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FARGO — Ciciley Littlewolf joined the National Guard on a dare.

“Women can’t be in the military,” she remembered her high school classmate teasing. The next day she signed up for the Guard. Her mother had to approve the paperwork since she was only 17.

"It was one of the silliest, best decisions I ever made,” she said. “I remember telling him, well, I’m going to do more than you, and I’m going to outrank you.”

Now, two decades later, she did it.

She initially scored high enough on her military entrance exam to become a medic and went to Kosovo on her first deployment. Since then, she’s become a first lieutenant, earned two bachelor degrees and graduated from the University of North Dakota’s medical school — making her the first female Native American doctor in the North Dakota National Guard.

She’s resilient. Something she said she learned from a young age, watching her mom raise six kids on her own and then losing her two older brothers later on in life. And she’s kept her eye on the goal of wanting to pave a path for her people to follow, just like her ancestor Chief Little Wolf. He led the Northern Cheyenne tribe out of Indian Territory in now-Oklahoma and back to their homeland in Montana 140 years ago.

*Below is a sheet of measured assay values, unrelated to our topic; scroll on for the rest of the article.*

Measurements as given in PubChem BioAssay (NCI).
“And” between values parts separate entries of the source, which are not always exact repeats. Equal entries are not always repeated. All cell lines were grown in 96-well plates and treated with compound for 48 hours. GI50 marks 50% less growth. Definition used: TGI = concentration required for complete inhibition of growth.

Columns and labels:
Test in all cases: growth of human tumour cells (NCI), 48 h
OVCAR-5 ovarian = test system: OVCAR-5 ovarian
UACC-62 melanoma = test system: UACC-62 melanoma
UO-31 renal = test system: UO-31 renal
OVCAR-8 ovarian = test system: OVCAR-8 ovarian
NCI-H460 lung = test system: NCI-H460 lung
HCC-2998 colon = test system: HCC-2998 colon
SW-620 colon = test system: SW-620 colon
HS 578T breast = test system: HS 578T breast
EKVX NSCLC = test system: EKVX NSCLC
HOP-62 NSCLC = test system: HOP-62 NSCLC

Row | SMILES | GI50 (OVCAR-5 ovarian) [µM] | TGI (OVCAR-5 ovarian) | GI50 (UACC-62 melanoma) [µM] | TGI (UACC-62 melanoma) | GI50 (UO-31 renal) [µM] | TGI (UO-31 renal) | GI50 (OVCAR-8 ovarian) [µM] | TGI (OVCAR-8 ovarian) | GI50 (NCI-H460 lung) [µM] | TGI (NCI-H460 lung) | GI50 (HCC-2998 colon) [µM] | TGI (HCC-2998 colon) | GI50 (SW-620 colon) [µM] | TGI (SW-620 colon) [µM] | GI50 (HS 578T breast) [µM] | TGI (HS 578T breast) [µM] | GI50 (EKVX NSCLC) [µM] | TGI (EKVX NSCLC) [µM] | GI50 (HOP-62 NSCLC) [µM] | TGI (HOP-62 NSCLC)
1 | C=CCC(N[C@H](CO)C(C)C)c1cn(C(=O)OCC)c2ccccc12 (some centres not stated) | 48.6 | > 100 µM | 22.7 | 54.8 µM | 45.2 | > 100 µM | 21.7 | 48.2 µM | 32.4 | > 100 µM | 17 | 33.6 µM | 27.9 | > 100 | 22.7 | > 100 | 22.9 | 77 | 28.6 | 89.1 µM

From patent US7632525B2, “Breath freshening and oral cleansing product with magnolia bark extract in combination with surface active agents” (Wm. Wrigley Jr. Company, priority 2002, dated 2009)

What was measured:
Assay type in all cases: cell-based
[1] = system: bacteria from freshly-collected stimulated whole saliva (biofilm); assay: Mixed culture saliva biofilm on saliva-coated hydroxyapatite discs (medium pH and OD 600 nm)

"I have never felt like giving up. I have never felt like quitting,” she said. “When people felt weak around me, I tried to give them the strength to move forward.”

Ciciley Littlewolf is a first lieutenant in the North Dakota National Guard. (Courtesy, The Forum)

Ciciley Littlewolf is a first lieutenant in the North Dakota National Guard. (Courtesy, The Forum)

Conquering the test

On Sept. 18, 2014, Ciciley drove her 2012 gray hatchback Ford Focus from San Francisco to Los Angeles to take the Medical College Admission Test, or MCAT.

Every other location in California was booked months in advance, except this one, seven hours away from the apartment she and her husband, Joe Williams, moved into just three months earlier, so he could attend the Academy of Art University.

It was a hot California day. Ciciley doesn’t like the heat. That’s why years earlier she’d waited until winter to go to military basic training. You can always add clothes to get warmer, but you can’t escape the heat, she said.

Her first MCAT score wasn’t competitive enough to get into school, so this was her second time taking the exam. She studied for a year for this, waking up each morning at 7 a.m., sifting through MCAT study books and stacks of note cards, and sipping coffee out of a Pendleton mug.

When she arrived at the Prometric Testing Center, the air conditioning was broken. The administrators said the students could sign up for a future date, but everyone stayed put. Two large industrial fans blew hot air throughout the four-hour exam.